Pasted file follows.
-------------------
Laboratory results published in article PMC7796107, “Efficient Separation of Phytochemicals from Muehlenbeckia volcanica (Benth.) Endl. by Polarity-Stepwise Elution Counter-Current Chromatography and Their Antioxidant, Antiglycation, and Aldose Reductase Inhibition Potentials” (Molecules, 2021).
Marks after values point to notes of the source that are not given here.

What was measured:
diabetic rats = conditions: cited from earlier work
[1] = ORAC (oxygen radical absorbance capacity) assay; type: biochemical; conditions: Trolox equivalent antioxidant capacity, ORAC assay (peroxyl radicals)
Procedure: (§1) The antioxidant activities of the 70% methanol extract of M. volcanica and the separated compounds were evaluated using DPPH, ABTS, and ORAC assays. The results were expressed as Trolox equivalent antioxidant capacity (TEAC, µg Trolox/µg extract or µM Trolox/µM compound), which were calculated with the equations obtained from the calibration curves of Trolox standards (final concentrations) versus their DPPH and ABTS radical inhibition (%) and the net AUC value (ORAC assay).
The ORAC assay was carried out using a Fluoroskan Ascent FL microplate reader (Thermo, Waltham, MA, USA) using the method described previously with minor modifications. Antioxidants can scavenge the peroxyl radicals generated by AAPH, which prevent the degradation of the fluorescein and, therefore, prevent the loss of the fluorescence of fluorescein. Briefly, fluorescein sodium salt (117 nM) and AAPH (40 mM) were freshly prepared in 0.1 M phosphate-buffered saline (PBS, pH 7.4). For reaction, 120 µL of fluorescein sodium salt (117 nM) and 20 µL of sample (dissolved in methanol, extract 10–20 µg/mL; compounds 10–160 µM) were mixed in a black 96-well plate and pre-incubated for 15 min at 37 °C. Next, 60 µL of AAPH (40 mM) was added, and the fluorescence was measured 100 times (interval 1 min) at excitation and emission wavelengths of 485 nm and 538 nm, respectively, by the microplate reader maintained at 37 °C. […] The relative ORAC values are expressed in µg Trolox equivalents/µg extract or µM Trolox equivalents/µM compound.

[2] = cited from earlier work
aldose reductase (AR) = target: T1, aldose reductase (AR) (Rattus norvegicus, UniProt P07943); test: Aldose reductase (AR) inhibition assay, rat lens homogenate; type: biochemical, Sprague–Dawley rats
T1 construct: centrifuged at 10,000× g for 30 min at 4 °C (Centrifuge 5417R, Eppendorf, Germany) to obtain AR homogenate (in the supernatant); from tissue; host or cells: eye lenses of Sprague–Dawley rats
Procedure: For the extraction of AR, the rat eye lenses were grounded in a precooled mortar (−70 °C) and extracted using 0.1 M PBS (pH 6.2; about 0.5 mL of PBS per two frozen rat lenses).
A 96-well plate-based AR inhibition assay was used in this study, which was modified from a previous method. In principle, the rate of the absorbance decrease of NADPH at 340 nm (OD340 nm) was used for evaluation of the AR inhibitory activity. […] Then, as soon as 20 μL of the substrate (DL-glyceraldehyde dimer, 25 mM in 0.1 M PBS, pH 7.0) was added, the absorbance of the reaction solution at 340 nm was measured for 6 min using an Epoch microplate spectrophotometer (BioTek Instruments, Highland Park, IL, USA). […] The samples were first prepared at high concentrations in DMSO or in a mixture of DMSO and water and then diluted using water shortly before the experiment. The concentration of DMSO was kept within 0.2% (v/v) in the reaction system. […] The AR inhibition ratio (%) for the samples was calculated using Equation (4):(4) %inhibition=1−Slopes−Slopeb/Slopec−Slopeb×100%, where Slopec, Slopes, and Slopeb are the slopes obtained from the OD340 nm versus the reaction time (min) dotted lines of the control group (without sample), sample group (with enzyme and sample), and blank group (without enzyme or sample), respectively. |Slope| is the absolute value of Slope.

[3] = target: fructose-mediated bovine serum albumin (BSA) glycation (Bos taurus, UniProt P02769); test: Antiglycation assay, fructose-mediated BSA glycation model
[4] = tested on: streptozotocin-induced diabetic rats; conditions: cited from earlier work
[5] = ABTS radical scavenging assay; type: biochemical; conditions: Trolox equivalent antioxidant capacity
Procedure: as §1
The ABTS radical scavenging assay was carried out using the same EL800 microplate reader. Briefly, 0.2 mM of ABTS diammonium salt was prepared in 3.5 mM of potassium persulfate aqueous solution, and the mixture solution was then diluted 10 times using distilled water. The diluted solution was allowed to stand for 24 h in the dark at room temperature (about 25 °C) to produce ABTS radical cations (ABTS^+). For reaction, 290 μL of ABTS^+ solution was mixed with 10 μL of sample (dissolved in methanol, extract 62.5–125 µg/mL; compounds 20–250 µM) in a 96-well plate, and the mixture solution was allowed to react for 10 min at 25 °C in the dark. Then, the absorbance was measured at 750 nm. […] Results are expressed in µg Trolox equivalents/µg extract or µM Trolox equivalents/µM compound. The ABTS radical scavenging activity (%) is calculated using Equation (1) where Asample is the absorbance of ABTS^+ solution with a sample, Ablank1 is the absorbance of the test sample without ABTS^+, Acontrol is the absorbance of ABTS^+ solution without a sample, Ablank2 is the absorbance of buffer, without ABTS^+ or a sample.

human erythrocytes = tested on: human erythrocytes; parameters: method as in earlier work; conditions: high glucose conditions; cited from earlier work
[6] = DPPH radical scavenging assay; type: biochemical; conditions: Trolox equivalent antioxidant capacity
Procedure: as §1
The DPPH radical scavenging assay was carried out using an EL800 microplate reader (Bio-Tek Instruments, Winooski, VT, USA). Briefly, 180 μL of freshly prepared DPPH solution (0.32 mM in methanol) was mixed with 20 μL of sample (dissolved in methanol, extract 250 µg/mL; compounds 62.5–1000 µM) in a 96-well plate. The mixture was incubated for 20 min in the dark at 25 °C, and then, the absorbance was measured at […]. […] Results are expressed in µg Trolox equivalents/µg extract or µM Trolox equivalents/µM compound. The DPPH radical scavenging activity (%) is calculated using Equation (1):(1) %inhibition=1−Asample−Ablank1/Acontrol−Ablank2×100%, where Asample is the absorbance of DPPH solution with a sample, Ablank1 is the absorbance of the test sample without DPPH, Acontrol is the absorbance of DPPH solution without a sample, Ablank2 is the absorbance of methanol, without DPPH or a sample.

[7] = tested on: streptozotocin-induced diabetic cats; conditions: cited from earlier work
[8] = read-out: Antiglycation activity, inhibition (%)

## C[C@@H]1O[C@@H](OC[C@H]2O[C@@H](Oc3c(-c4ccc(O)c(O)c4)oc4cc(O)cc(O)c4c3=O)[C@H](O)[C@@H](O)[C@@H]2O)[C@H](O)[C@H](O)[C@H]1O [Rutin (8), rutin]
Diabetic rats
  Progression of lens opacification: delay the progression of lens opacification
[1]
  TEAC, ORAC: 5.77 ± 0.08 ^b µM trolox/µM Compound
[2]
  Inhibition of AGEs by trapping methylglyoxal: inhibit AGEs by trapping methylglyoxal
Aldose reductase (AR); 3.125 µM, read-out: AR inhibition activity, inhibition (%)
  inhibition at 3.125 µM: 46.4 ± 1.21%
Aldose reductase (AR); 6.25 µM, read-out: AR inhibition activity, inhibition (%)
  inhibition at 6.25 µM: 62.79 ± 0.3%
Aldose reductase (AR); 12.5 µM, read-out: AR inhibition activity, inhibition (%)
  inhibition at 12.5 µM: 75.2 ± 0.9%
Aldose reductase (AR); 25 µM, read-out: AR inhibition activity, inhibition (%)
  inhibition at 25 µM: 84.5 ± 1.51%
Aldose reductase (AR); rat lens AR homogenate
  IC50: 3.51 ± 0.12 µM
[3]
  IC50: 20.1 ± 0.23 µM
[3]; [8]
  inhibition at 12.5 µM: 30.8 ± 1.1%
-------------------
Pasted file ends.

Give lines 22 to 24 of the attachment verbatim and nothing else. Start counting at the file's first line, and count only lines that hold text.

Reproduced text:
[7] = tested on: streptozotocin-induced diabetic cats; conditions: cited from earlier work
[8] = read-out: Antiglycation activity, inhibition (%)

## C[C@@H]1O[C@@H](OC[C@H]2O[C@@H](Oc3c(-c4ccc(O)c(O)c4)oc4cc(O)cc(O)c4c3=O)[C@H](O)[C@@H](O)[C@@H]2O)[C@H](O)[C@H](O)[C@H]1O [Rutin (8), rutin]